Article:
Complaints argued that women in the advert were passive in comparison to the men (Picture: PA)

This included by ‘directly contrasting male and female roles and characteristics in a way that implied they were uniquely associated with one gender’, the spokesperson said.

In the Philadelphia advert, two men can be seen looking after babies while eating the soft cheese.

One of them then becomes so distracted by the food, he leaves the child on a restaurant conveyor belt, later joking after rescuing them: ‘Let’s not tell mum’.

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Complaints to the ASA said the advert perpetuated the ‘harmful stereotype’ that men are ‘incapable of caring for children’ and would ‘place them at risk as a result of their incompetence’.

However, chiefs at Mondelez UK, who make Philadelphia, said the advert was meant to be ‘humorous’, adding that they had chosen to depict two dads to avoid the typical stereotype of two mums.

The complaint was upheld by the ASA, who said the two men were portrayed as ‘hapless and inattentive’.

A spokesperson said: ‘We acknowledged the action was intended to be light-hearted and comical and there was no sense that the children were in danger.

BEST QUALITY AVAILABLE EMBARGOED TO 0001 WEDNESDAY AUGUST 14 Undated handout screengrab issued by the Advertising Standards Authority (ASA) of Mondelez ad for Philadelphia soft cheese, showing a baby on a restaurant buffet conveyor belt while they were distracted by the food, which is to be banned under new gender stereotyping rules. PRESS ASSOCIATION Photo. Issue date: Wednesday August 14, 2019. Complainants said the ad perpetuated a harmful stereotype by suggesting that men were incapable of caring for children and would place them at risk as a result of their incompetence. See PA story CONSUMER Stereotypes. Photo credit should read: ASA/PA Wire NOTE TO EDITORS: This handout photo may only be used in for editorial reporting purposes for the contemporaneous illustration of events, things or the people in the image or facts mentioned in the caption. Reuse of the picture may require further permission from the copyright holder.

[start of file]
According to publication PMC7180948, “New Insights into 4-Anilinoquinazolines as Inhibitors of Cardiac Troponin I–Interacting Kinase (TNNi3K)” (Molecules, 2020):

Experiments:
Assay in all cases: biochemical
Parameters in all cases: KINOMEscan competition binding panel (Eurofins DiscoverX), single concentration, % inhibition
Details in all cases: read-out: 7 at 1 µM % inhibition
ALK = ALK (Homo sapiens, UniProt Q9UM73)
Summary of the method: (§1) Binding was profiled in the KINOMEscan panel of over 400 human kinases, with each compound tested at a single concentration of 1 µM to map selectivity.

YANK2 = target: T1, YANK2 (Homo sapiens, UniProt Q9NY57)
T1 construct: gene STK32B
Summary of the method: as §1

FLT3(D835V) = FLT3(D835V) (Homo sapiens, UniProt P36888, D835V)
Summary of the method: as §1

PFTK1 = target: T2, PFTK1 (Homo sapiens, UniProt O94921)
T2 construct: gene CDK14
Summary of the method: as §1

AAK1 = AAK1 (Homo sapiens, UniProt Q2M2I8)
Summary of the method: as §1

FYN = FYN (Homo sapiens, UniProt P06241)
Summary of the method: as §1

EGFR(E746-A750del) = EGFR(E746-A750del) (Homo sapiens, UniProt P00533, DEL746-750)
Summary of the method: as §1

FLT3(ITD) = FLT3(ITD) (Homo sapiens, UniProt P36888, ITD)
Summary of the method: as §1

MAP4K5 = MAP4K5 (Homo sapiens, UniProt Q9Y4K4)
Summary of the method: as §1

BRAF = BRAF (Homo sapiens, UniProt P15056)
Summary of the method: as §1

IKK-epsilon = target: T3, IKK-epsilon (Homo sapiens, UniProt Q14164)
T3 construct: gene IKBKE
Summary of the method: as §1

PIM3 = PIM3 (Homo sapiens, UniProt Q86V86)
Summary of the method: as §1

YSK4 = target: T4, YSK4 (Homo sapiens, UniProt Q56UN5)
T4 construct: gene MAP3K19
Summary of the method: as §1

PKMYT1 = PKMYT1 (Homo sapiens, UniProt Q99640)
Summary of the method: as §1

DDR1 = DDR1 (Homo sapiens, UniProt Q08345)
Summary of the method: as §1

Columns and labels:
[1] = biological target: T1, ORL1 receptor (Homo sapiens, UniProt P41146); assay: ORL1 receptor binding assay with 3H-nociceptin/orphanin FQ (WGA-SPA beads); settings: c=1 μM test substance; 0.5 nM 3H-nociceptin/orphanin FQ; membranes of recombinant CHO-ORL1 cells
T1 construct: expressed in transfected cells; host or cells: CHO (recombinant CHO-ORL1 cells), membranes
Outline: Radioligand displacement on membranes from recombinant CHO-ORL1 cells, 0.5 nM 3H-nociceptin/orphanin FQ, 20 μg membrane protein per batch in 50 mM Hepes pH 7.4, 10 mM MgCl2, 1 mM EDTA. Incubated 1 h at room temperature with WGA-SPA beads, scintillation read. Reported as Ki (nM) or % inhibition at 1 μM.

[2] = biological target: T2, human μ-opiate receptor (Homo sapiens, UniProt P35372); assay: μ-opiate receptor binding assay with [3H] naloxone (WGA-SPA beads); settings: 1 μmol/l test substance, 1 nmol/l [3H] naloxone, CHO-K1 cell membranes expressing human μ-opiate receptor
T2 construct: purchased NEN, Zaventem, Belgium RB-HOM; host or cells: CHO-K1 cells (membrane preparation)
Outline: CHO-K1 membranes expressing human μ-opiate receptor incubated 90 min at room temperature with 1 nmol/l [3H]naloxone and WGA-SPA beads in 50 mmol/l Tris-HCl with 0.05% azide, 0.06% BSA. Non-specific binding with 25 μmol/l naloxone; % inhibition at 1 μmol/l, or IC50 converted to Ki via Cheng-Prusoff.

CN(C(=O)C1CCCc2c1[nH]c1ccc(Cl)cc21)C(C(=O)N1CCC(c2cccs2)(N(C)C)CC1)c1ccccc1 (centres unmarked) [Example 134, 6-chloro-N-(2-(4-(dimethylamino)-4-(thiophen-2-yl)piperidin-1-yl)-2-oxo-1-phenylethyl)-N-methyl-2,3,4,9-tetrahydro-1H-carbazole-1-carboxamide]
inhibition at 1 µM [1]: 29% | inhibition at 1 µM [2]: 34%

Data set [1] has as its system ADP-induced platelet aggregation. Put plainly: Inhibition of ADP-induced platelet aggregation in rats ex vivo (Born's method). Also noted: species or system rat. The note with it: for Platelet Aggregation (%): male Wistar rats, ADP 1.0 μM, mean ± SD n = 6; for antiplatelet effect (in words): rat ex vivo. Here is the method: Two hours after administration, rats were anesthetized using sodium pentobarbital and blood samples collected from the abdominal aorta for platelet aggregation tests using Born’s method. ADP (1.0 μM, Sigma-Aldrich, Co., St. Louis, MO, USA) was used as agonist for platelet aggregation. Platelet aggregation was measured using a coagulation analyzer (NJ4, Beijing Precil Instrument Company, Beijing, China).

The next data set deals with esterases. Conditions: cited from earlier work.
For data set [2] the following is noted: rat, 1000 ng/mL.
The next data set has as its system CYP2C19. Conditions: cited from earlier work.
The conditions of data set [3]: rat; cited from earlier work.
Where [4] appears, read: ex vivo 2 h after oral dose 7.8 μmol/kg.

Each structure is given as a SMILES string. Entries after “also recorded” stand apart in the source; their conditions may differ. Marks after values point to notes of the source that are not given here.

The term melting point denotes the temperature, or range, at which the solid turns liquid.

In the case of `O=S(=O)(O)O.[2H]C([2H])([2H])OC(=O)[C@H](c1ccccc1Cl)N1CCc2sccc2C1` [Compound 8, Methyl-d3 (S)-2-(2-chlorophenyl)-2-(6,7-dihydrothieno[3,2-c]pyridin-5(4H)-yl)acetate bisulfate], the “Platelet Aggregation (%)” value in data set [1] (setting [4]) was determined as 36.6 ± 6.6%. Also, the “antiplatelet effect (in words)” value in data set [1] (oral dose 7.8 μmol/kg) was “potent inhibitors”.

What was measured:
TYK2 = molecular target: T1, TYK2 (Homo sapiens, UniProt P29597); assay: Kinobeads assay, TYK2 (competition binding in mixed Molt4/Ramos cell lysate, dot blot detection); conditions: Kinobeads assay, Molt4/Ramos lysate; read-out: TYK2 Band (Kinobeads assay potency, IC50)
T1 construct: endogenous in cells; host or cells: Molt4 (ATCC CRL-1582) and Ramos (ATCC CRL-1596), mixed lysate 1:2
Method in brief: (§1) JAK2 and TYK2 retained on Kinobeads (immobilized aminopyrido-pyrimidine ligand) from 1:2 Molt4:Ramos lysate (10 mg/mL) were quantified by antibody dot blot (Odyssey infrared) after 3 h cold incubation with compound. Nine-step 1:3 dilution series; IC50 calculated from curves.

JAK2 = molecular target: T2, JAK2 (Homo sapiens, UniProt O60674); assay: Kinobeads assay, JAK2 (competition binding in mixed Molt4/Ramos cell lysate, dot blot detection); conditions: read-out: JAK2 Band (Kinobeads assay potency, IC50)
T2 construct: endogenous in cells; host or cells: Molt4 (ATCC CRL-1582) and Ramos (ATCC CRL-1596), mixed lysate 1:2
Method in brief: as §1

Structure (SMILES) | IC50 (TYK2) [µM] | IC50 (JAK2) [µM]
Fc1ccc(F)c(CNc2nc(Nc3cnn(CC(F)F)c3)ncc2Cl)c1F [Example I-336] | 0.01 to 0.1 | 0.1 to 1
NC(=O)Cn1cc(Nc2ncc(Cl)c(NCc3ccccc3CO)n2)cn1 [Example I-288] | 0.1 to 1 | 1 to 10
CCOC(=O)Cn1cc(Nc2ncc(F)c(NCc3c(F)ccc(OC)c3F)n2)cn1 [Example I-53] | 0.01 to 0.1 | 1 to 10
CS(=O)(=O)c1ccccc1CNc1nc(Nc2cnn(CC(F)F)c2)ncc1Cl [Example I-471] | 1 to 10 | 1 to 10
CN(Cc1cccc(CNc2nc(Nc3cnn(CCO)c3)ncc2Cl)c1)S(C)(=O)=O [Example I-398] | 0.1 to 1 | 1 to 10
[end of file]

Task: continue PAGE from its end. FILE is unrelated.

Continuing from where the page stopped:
The dad accidentally left the child on a food conveyor belt (Picture: PA)

‘We considered, however, that the men were portrayed as somewhat hapless and inattentive, which resulted in them being unable to care for the children effectively.

‘We recognised that the ad depicted new parents and could therefore be seen as a characterisation of new parents as inexperienced and learning how to adapt to parenthood.

‘We also recognised that, regardless of their gender, it was common for parents to ask their children – often jokingly – not to tell their other parent about something that had happened.

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‘However, in combination with the opening scene in which one of the babies was handed over by the mother to the father, and the final scene in which one of the fathers said “Let’s not tell mum”, we considered the ad relied on the stereotype that men were unable to care for children as well as women.

‘We also considered that the narrative and humour in the ad derived from the use of the gender stereotype.

‘We did not consider that the use of humour in the ad mitigated the effect of the harmful stereotype; indeed it was central to it, because the humour derived from the audiences’ familiarity with the gender stereotype being portrayed.’

Both adverts will no longer appear on British TV.